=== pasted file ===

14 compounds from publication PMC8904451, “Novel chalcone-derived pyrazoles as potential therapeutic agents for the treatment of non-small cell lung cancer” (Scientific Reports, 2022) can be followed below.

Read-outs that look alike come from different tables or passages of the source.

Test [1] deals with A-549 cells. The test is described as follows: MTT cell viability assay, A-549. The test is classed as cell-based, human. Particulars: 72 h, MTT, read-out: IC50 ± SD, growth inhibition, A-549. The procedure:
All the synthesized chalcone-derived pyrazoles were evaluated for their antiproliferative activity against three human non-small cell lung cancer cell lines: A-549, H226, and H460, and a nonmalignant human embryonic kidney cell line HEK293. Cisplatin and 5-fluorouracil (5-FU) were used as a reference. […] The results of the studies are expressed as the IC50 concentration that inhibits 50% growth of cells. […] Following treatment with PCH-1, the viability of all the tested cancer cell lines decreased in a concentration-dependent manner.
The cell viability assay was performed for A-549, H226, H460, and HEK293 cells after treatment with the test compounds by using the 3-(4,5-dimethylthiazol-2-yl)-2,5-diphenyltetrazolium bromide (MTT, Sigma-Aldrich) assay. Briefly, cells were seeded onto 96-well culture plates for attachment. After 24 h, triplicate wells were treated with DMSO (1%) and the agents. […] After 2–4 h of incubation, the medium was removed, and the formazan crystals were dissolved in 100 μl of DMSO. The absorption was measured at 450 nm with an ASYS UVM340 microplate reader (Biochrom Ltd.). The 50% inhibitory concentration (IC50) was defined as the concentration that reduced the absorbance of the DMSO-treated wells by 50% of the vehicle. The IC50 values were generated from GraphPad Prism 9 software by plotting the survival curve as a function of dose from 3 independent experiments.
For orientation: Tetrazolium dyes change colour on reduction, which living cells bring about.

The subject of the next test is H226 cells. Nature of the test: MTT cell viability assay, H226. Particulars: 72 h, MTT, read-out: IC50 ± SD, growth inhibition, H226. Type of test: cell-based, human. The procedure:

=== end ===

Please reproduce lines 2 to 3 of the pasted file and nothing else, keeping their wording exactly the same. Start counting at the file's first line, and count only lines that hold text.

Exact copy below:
Read-outs that look alike come from different tables or passages of the source.

Test [1] deals with A-549 cells. The test is described as follows: MTT cell viability assay, A-549. The test is classed as cell-based, human. Particulars: 72 h, MTT, read-out: IC50 ± SD, growth inhibition, A-549. The procedure: